The doe eventually moved to mingle with the other does. The big buck stepped out, made a scrape, rubbed a tree, licked his nose and went right for the doe. I readied my Matthews Z 7 Extreme Bow. I drew back when he was at 32 yards. I needed him to take 3 more steps and he would be completely broadside at 30 yards.

The buck stopped, and I let down the bow, waiting for him to make his move. Then I noticed that the doe had made me. I said to myself, “Now or never.” I had a good view of the vital area, and I let my Gold Tip Arrow rip.

I hit the buck a little back from where I intended, but I saw the arrow hit and there instantly was blood. The buck took off and ran back into the thicket. I called Kirby and told him what had happened. He told me to stay put until dark so as not to bump the buck and push him further. I sat there all afternoon, thinking over and over that this would be my trophy of a lifetime if my shot was a good one.

We decided to let the buck lay overnight. Needless to say I had a very sleepless night. The next day we found him 120 yards from where I shot him. I was in shock just looking at the 15-point non-typical antlers. Kirby had called this buck “Freak Nasty, Jr.” and figured he was at least 6½ years old. The rack scored 158¼ inches. I couldn’t be more proud as a bowhunter to harvest such a deer of this caliber. Thanks so much for reading my story.–Eddie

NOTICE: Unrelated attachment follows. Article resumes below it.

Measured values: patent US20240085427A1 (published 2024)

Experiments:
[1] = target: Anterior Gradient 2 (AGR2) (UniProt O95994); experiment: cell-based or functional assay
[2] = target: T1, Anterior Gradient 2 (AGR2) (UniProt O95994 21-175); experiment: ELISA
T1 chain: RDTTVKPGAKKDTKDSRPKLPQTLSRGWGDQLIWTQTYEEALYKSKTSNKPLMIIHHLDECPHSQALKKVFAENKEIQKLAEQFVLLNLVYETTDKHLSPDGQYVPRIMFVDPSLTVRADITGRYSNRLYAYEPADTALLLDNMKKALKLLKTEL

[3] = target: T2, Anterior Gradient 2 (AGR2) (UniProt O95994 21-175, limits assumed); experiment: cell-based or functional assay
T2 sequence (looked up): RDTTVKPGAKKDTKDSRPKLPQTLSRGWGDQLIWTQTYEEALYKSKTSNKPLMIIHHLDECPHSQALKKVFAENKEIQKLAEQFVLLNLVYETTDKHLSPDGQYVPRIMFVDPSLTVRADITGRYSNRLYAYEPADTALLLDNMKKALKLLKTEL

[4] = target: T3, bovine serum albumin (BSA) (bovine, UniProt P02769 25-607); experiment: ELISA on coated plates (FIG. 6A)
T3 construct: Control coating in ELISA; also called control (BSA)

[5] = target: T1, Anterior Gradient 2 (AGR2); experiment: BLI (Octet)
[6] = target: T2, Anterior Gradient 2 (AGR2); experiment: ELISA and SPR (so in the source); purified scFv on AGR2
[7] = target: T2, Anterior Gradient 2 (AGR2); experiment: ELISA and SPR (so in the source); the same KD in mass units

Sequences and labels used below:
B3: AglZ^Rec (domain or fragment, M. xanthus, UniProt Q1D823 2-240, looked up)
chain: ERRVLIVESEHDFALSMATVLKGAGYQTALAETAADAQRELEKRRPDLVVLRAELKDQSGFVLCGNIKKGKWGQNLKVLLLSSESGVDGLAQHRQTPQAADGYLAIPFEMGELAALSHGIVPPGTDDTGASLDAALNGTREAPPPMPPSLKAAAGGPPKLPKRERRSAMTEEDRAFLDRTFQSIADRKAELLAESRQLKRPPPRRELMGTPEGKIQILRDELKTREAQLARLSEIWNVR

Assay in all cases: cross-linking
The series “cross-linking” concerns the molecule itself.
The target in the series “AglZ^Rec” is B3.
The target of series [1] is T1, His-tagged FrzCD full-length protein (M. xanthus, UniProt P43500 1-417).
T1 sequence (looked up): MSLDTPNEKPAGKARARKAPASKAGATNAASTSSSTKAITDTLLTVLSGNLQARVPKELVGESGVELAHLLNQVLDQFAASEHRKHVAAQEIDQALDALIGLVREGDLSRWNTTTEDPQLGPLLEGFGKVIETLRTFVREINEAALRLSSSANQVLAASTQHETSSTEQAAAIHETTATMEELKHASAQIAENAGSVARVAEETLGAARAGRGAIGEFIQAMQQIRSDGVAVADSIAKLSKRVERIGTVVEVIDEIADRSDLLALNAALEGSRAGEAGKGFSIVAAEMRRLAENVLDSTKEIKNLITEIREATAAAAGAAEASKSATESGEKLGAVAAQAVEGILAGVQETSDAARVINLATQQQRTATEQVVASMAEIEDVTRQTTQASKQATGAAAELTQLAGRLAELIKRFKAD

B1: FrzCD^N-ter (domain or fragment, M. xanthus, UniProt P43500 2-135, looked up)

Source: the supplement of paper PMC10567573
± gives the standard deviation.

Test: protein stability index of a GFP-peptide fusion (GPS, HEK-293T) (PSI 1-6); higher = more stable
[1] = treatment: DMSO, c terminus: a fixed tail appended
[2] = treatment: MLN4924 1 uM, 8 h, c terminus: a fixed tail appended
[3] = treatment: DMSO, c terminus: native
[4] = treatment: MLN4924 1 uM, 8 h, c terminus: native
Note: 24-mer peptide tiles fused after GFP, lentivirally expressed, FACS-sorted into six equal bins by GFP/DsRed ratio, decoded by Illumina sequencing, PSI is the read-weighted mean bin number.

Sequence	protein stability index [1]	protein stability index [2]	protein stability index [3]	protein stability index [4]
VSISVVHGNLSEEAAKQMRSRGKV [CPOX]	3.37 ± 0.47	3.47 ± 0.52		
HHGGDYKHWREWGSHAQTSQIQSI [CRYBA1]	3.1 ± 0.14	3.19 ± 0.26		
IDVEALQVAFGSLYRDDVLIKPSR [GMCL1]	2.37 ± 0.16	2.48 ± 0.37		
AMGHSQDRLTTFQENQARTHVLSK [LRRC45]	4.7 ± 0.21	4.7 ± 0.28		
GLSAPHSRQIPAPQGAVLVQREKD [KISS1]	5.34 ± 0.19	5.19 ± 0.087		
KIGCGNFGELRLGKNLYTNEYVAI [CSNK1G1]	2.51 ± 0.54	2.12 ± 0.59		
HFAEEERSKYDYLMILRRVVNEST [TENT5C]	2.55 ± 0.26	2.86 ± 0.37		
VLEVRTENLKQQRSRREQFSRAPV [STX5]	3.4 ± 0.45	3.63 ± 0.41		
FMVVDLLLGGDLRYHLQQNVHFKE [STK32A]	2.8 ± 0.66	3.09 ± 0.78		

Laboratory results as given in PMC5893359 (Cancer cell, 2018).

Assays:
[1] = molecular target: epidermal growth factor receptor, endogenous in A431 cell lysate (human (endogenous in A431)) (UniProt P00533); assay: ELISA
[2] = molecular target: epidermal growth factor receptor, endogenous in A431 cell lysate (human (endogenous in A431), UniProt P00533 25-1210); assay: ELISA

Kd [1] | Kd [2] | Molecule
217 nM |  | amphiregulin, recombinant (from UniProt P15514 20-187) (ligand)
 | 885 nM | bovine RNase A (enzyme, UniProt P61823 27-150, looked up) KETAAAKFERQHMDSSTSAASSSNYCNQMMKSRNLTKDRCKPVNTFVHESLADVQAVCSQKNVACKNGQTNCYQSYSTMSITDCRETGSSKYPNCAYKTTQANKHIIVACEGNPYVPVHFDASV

Love the look of that buck, way to go Eddie!

South Texas: Big Drop-Tine and Sticker Bucks!

Thanks to our friend Wren for this hunt report from deep in the Brush Country:

tx wren 1

As for this awesome drop, Wren wrote,” Thought about you when I saw this buck one  Saturday recently. Based on buck activity we have observed I am betting on the rut peaking early in our area. Does getting harassed and staying in the brush, avoiding open senderos. Older bucks showing aggressive behavior, lots of scraping, rubbing antlers / fighting scrub brush, have seen several pretty serious fights between mature bucks. It’s early for us to be shooting trophies, we are focused on meeting our management numbers now. Looks like a great year for racks in the Brush Country!”

tx wren 2

Jake Degeyter of Atchafalaya Taxidermy sent Wren the picture of this incredible Texas buck that a hunter brought to him for mounting. Wren says, “I have seen lots of tines with forks, kickers, stickers and trash points but the G-2s on this buck are like nothing I have even seen.”

I agree, it’s almost like a second set of main beams grew up and out on the G-2s! Definitely one of the most unique racks I have ever seen and a real trophy.

Hmm, maybe a trashy G-2 buck like this will become my new obsession?

Montana: Have a Merry Coyote Christmas!

coyote xmasThis is perhaps—no, make that definitely—the most unusual Christmas decoration I have ever seen, but in a weird sort of way I think it’s kind of cool.

The lady who posted this picture to Facebook told NBC Montana that reaction has been mixed.

“A lot of people were just like, ‘Well, be glad it’s dead. You don’t have to worry about it eating your pets…but I don’t know. To me, it’s morbid, it rings of animal cruelty.”

But Sanders County Sheriff Tom Rummel says the hanging animal is perfectly legal. For one thing, a coyote is a predator (and a deer killer) and not a game animal. The lawman went on to say that because the coyote is already dead, it’s not an issue of animal cruelty.

Cool, but don’t try this at home.